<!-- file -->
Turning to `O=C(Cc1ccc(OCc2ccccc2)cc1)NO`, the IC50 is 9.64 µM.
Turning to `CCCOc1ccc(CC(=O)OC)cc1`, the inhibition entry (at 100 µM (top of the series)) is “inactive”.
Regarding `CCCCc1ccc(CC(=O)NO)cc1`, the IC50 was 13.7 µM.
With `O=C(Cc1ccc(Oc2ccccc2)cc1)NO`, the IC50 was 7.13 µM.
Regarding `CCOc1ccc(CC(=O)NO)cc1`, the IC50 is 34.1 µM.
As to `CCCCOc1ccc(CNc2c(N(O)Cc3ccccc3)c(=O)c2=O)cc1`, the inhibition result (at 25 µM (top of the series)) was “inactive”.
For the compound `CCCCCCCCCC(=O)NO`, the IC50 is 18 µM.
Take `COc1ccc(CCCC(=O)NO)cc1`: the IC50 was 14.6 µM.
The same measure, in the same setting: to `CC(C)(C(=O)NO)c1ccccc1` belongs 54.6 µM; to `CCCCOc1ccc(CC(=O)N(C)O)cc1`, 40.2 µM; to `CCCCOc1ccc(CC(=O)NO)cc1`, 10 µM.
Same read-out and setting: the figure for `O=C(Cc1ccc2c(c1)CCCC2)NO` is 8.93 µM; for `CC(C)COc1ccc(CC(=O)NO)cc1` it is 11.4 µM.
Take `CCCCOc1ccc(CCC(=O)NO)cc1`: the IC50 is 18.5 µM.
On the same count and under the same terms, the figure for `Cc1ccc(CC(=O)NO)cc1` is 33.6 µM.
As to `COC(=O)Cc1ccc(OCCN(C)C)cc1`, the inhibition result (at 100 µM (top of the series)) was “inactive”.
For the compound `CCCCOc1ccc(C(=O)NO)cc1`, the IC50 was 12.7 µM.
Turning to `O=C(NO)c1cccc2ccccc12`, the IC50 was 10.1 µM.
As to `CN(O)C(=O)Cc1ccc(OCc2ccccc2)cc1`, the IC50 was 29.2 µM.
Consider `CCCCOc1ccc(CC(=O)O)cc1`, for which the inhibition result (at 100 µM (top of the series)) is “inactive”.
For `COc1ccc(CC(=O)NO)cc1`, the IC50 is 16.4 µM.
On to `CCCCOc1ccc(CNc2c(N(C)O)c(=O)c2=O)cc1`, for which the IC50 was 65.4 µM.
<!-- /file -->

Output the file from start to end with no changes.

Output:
Turning to `O=C(Cc1ccc(OCc2ccccc2)cc1)NO`, the IC50 is 9.64 µM.
Turning to `CCCOc1ccc(CC(=O)OC)cc1`, the inhibition entry (at 100 µM (top of the series)) is “inactive”.
Regarding `CCCCc1ccc(CC(=O)NO)cc1`, the IC50 was 13.7 µM.
With `O=C(Cc1ccc(Oc2ccccc2)cc1)NO`, the IC50 was 7.13 µM.
Regarding `CCOc1ccc(CC(=O)NO)cc1`, the IC50 is 34.1 µM.
As to `CCCCOc1ccc(CNc2c(N(O)Cc3ccccc3)c(=O)c2=O)cc1`, the inhibition result (at 25 µM (top of the series)) was “inactive”.
For the compound `CCCCCCCCCC(=O)NO`, the IC50 is 18 µM.
Take `COc1ccc(CCCC(=O)NO)cc1`: the IC50 was 14.6 µM.
The same measure, in the same setting: to `CC(C)(C(=O)NO)c1ccccc1` belongs 54.6 µM; to `CCCCOc1ccc(CC(=O)N(C)O)cc1`, 40.2 µM; to `CCCCOc1ccc(CC(=O)NO)cc1`, 10 µM.
Same read-out and setting: the figure for `O=C(Cc1ccc2c(c1)CCCC2)NO` is 8.93 µM; for `CC(C)COc1ccc(CC(=O)NO)cc1` it is 11.4 µM.
Take `CCCCOc1ccc(CCC(=O)NO)cc1`: the IC50 is 18.5 µM.
On the same count and under the same terms, the figure for `Cc1ccc(CC(=O)NO)cc1` is 33.6 µM.
As to `COC(=O)Cc1ccc(OCCN(C)C)cc1`, the inhibition result (at 100 µM (top of the series)) was “inactive”.
For the compound `CCCCOc1ccc(C(=O)NO)cc1`, the IC50 was 12.7 µM.
Turning to `O=C(NO)c1cccc2ccccc12`, the IC50 was 10.1 µM.
As to `CN(O)C(=O)Cc1ccc(OCc2ccccc2)cc1`, the IC50 was 29.2 µM.
Consider `CCCCOc1ccc(CC(=O)O)cc1`, for which the inhibition result (at 100 µM (top of the series)) is “inactive”.
For `COc1ccc(CC(=O)NO)cc1`, the IC50 is 16.4 µM.
On to `CCCCOc1ccc(CNc2c(N(C)O)c(=O)c2=O)cc1`, for which the IC50 was 65.4 µM.